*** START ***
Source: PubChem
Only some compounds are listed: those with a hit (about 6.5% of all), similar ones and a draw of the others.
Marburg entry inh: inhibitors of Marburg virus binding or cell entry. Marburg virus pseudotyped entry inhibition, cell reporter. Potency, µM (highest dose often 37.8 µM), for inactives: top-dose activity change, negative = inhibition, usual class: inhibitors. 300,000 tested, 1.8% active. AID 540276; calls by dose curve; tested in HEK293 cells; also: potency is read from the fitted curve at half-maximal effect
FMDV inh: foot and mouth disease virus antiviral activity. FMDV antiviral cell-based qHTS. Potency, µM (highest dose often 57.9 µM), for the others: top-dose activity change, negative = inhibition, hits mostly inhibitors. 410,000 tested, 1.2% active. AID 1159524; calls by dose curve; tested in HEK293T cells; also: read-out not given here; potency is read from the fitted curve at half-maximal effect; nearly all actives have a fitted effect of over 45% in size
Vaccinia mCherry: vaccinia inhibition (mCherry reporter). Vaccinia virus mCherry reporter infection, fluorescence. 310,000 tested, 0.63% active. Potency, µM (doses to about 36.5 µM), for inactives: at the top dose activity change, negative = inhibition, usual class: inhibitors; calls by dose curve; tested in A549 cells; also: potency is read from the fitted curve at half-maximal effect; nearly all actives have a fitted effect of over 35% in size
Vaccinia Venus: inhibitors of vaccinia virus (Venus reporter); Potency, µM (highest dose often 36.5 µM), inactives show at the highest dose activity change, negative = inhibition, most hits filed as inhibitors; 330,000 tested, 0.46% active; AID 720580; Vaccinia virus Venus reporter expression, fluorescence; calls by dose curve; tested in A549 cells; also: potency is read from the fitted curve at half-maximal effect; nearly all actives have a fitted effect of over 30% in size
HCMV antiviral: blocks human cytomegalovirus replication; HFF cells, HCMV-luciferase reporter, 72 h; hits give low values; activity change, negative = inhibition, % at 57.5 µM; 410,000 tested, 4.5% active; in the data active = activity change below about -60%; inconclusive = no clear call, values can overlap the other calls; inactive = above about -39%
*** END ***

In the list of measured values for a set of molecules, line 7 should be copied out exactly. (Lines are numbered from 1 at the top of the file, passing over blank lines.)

HCMV antiviral: blocks human cytomegalovirus replication; HFF cells, HCMV-luciferase reporter, 72 h; hits give low values; activity change, negative = inhibition, % at 57.5 µM; 410,000 tested, 4.5% active; in the data active = activity change below about -60%; inconclusive = no clear call, values can overlap the other calls; inactive = above about -39%